Snow globes and terrariums have been around forever. These miniature worlds under glass have always seemed to capture the imagination. And why not? They have a magical quality that evokes childhood memories and wonder.
I recently purchased a glass cloche for the purpose of creating my own holiday-themed miniature world. Going through my collection of Christmas ornaments, I found a couple of ceramic figurines of ice skaters which were the perfect focal point for my scene. Using a vintage silver serving bowl as my base, I filled it with fluffy fake snow. A few bottle brush trees of varying sizes were nestled in around the figurines. A wooden sleigh ornament added another texture to the scene. This little world requires more than a glance to take in, and brings detail and whimsy to my holiday decor.
I enjoyed creating this little scene and once I got started, there was no stopping me! I realized that just about any clear glass container could be used for such a project and set about my home to find other vessels from which to make more snow globes.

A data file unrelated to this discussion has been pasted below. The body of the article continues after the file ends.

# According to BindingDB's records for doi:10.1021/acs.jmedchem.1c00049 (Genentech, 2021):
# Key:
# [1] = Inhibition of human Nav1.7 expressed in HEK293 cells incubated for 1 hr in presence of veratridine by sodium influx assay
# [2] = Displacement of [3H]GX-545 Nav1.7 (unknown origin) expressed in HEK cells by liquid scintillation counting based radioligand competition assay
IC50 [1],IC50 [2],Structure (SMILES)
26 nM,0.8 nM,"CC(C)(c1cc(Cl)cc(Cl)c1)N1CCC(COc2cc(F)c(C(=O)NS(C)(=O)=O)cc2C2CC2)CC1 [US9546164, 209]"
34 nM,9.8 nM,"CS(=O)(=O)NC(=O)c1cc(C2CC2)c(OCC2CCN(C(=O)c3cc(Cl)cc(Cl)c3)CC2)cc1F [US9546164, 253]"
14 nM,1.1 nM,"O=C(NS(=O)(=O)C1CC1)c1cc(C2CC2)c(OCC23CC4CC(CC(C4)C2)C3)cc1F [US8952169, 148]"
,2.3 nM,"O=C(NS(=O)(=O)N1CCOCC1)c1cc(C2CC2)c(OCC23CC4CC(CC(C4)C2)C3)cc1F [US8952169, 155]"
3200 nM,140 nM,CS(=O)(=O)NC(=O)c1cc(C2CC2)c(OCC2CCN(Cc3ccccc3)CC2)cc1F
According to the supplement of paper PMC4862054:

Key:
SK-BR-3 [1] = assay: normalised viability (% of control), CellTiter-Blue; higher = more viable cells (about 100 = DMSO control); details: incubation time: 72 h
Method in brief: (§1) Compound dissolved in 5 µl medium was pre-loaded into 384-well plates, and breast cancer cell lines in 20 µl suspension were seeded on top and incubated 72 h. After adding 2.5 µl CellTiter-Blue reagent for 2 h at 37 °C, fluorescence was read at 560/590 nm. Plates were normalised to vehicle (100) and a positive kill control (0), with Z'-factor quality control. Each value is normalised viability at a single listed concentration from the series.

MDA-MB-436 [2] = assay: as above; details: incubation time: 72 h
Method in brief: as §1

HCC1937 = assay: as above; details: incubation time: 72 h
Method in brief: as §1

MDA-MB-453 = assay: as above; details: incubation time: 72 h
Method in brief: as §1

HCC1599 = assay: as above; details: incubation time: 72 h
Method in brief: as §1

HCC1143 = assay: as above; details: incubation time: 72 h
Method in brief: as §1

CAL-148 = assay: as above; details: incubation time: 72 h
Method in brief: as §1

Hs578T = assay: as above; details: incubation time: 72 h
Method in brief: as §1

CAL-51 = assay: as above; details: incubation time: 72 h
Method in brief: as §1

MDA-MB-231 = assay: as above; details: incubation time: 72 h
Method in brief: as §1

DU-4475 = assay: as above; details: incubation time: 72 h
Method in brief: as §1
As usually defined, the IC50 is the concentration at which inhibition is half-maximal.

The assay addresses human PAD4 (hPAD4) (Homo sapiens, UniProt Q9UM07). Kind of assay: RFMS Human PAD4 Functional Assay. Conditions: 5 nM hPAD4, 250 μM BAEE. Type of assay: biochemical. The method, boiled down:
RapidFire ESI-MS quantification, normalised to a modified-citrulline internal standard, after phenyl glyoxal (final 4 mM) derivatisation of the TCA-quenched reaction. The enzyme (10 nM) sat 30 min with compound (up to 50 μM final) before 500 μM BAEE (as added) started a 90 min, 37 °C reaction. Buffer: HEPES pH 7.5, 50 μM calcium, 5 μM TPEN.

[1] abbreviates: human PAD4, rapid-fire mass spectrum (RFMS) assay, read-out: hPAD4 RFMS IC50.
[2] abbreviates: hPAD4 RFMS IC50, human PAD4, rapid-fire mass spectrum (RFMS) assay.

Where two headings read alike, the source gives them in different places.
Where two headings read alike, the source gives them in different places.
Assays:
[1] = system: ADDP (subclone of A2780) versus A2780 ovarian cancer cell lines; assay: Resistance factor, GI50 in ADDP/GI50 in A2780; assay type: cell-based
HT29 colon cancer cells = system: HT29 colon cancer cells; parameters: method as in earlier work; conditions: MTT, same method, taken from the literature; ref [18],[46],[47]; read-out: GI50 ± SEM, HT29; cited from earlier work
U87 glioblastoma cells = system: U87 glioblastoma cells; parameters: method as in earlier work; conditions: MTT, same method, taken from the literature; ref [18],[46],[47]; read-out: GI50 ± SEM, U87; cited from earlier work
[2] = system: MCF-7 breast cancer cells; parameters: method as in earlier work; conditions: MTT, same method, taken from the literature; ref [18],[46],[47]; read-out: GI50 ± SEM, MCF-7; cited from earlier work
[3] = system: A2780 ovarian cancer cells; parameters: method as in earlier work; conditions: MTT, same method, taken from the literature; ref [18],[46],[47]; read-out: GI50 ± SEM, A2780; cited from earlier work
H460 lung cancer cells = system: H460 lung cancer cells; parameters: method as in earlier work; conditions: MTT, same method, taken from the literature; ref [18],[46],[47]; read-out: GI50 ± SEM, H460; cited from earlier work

I learned a few things the hard way while working on this project. I had to disassemble and re-do my globes several times, so I’m sharing my tips in hopes you won’t make the same mistakes.
Tips for Making Snow Globes
The wider the mouth of your jar, the more space you will have to create your scene, so look for jars with large lids.
A pretty ribbon around the jar lid edge covers any printing and adds a bit of elegance. Glue ribbon around the edge of the jar lid first.